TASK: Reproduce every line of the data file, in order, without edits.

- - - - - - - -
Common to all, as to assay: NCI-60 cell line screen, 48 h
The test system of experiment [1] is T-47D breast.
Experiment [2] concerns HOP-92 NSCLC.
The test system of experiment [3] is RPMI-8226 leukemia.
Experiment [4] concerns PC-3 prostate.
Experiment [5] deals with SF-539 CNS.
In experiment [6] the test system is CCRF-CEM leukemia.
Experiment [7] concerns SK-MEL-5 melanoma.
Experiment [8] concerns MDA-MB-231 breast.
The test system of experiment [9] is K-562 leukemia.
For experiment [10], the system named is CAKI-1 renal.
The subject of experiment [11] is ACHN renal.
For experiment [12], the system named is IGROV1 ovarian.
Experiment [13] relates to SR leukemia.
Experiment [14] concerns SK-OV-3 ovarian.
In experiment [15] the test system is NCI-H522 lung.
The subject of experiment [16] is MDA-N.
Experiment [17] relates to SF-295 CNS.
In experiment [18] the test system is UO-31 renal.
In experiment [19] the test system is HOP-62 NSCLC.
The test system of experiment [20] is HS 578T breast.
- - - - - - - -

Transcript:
Common to all, as to assay: NCI-60 cell line screen, 48 h
The test system of experiment [1] is T-47D breast.
Experiment [2] concerns HOP-92 NSCLC.
The test system of experiment [3] is RPMI-8226 leukemia.
Experiment [4] concerns PC-3 prostate.
Experiment [5] deals with SF-539 CNS.
In experiment [6] the test system is CCRF-CEM leukemia.
Experiment [7] concerns SK-MEL-5 melanoma.
Experiment [8] concerns MDA-MB-231 breast.
The test system of experiment [9] is K-562 leukemia.
For experiment [10], the system named is CAKI-1 renal.
The subject of experiment [11] is ACHN renal.
For experiment [12], the system named is IGROV1 ovarian.
Experiment [13] relates to SR leukemia.
Experiment [14] concerns SK-OV-3 ovarian.
In experiment [15] the test system is NCI-H522 lung.
The subject of experiment [16] is MDA-N.
Experiment [17] relates to SF-295 CNS.
In experiment [18] the test system is UO-31 renal.
In experiment [19] the test system is HOP-62 NSCLC.
The test system of experiment [20] is HS 578T breast.